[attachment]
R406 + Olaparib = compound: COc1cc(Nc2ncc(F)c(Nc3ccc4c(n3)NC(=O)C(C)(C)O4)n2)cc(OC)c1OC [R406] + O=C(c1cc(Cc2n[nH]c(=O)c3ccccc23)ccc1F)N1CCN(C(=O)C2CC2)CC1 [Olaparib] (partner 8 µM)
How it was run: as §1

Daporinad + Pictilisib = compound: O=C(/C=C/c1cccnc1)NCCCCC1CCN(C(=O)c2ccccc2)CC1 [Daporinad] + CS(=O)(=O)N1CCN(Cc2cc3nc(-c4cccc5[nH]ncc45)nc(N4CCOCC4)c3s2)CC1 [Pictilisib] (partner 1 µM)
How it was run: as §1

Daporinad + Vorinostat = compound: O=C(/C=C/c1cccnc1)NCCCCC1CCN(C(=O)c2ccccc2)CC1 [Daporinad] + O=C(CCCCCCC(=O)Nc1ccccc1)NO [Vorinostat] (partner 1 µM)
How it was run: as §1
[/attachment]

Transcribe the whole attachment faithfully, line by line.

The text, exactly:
R406 + Olaparib = compound: COc1cc(Nc2ncc(F)c(Nc3ccc4c(n3)NC(=O)C(C)(C)O4)n2)cc(OC)c1OC [R406] + O=C(c1cc(Cc2n[nH]c(=O)c3ccccc23)ccc1F)N1CCN(C(=O)C2CC2)CC1 [Olaparib] (partner 8 µM)
How it was run: as §1

Daporinad + Pictilisib = compound: O=C(/C=C/c1cccnc1)NCCCCC1CCN(C(=O)c2ccccc2)CC1 [Daporinad] + CS(=O)(=O)N1CCN(Cc2cc3nc(-c4cccc5[nH]ncc45)nc(N4CCOCC4)c3s2)CC1 [Pictilisib] (partner 1 µM)
How it was run: as §1

Daporinad + Vorinostat = compound: O=C(/C=C/c1cccnc1)NCCCCC1CCN(C(=O)c2ccccc2)CC1 [Daporinad] + O=C(CCCCCCC(=O)Nc1ccccc1)NO [Vorinostat] (partner 1 µM)
How it was run: as §1